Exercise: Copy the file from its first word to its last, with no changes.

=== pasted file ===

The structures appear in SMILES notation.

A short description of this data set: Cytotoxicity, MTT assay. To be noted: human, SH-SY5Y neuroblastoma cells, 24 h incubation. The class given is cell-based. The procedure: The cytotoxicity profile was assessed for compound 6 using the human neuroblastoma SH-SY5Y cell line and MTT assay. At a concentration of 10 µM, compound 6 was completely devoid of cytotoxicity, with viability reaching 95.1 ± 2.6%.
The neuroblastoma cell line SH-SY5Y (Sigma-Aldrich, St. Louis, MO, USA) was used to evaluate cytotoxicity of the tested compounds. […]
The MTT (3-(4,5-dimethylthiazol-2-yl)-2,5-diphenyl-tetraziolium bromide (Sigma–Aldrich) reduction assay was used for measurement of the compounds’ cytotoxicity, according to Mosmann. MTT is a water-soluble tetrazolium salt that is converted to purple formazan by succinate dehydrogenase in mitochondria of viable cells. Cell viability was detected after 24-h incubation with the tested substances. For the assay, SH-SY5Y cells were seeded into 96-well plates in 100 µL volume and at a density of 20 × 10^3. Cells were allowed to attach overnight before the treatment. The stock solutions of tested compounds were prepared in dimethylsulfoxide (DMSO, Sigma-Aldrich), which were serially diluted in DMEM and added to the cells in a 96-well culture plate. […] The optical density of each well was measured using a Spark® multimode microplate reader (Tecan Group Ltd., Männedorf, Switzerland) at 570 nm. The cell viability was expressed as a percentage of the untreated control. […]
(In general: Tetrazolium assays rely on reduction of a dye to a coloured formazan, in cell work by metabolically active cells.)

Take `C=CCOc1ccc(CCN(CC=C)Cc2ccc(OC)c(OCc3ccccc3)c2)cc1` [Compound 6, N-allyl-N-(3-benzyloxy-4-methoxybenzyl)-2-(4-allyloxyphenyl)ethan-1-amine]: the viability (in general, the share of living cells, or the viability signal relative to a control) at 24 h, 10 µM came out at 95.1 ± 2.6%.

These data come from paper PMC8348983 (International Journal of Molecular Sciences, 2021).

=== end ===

The structures appear in SMILES notation.

A short description of this data set: Cytotoxicity, MTT assay. To be noted: human, SH-SY5Y neuroblastoma cells, 24 h incubation. The class given is cell-based. The procedure: The cytotoxicity profile was assessed for compound 6 using the human neuroblastoma SH-SY5Y cell line and MTT assay. At a concentration of 10 µM, compound 6 was completely devoid of cytotoxicity, with viability reaching 95.1 ± 2.6%.
The neuroblastoma cell line SH-SY5Y (Sigma-Aldrich, St. Louis, MO, USA) was used to evaluate cytotoxicity of the tested compounds. […]
The MTT (3-(4,5-dimethylthiazol-2-yl)-2,5-diphenyl-tetraziolium bromide (Sigma–Aldrich) reduction assay was used for measurement of the compounds’ cytotoxicity, according to Mosmann. MTT is a water-soluble tetrazolium salt that is converted to purple formazan by succinate dehydrogenase in mitochondria of viable cells. Cell viability was detected after 24-h incubation with the tested substances. For the assay, SH-SY5Y cells were seeded into 96-well plates in 100 µL volume and at a density of 20 × 10^3. Cells were allowed to attach overnight before the treatment. The stock solutions of tested compounds were prepared in dimethylsulfoxide (DMSO, Sigma-Aldrich), which were serially diluted in DMEM and added to the cells in a 96-well culture plate. […] The optical density of each well was measured using a Spark® multimode microplate reader (Tecan Group Ltd., Männedorf, Switzerland) at 570 nm. The cell viability was expressed as a percentage of the untreated control. […]
(In general: Tetrazolium assays rely on reduction of a dye to a coloured formazan, in cell work by metabolically active cells.)

Take `C=CCOc1ccc(CCN(CC=C)Cc2ccc(OC)c(OCc3ccccc3)c2)cc1` [Compound 6, N-allyl-N-(3-benzyloxy-4-methoxybenzyl)-2-(4-allyloxyphenyl)ethan-1-amine]: the viability (in general, the share of living cells, or the viability signal relative to a control) at 24 h, 10 µM came out at 95.1 ± 2.6%.

These data come from paper PMC8348983 (International Journal of Molecular Sciences, 2021).